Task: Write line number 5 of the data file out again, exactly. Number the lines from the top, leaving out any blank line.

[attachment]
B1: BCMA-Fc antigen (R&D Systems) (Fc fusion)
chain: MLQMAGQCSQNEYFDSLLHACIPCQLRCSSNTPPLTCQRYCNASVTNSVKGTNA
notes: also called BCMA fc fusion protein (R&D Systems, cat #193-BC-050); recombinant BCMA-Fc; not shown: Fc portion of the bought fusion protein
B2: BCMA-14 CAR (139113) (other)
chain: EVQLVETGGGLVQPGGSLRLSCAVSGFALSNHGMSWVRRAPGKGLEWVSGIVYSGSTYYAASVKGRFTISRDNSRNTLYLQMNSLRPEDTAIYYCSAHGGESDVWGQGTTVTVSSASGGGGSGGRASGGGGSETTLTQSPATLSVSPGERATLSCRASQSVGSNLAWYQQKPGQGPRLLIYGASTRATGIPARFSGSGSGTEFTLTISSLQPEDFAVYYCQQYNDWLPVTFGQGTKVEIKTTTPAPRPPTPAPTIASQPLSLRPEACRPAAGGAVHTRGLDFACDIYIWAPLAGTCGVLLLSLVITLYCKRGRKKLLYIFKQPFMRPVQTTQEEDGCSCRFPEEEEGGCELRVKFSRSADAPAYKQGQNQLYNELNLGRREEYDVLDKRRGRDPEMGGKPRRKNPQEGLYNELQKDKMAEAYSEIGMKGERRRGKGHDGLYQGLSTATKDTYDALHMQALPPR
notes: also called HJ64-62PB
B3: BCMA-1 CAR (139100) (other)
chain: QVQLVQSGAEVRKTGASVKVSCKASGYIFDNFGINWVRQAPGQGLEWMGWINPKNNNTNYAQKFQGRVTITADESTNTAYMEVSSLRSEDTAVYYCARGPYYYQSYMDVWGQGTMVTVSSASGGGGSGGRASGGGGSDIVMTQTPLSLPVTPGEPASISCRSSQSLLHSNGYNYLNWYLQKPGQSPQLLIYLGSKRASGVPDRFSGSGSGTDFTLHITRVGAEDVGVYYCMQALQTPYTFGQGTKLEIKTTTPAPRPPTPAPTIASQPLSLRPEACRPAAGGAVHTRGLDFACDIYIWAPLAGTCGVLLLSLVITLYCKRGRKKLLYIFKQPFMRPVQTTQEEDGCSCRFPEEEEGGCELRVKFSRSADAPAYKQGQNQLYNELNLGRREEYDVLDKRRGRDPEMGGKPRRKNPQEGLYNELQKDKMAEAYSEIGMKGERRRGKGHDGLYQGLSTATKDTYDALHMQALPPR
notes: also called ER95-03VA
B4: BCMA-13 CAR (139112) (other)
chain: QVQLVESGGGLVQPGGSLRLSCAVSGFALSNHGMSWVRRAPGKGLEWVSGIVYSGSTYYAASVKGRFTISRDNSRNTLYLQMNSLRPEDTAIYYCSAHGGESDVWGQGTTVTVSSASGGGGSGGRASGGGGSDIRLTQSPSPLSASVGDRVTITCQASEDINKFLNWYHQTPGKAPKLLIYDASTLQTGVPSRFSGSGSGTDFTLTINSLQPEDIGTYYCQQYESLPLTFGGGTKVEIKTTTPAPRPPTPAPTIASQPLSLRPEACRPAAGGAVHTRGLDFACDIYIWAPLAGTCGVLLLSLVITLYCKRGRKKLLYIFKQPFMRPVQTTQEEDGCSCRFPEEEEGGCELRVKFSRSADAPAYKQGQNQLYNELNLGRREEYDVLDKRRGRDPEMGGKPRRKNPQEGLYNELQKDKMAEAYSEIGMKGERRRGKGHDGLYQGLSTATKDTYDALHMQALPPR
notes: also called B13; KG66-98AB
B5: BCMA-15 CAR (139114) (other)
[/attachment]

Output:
chain: EVQLVETGGGLVQPGGSLRLSCAVSGFALSNHGMSWVRRAPGKGLEWVSGIVYSGSTYYAASVKGRFTISRDNSRNTLYLQMNSLRPEDTAIYYCSAHGGESDVWGQGTTVTVSSASGGGGSGGRASGGGGSETTLTQSPATLSVSPGERATLSCRASQSVGSNLAWYQQKPGQGPRLLIYGASTRATGIPARFSGSGSGTEFTLTISSLQPEDFAVYYCQQYNDWLPVTFGQGTKVEIKTTTPAPRPPTPAPTIASQPLSLRPEACRPAAGGAVHTRGLDFACDIYIWAPLAGTCGVLLLSLVITLYCKRGRKKLLYIFKQPFMRPVQTTQEEDGCSCRFPEEEEGGCELRVKFSRSADAPAYKQGQNQLYNELNLGRREEYDVLDKRRGRDPEMGGKPRRKNPQEGLYNELQKDKMAEAYSEIGMKGERRRGKGHDGLYQGLSTATKDTYDALHMQALPPR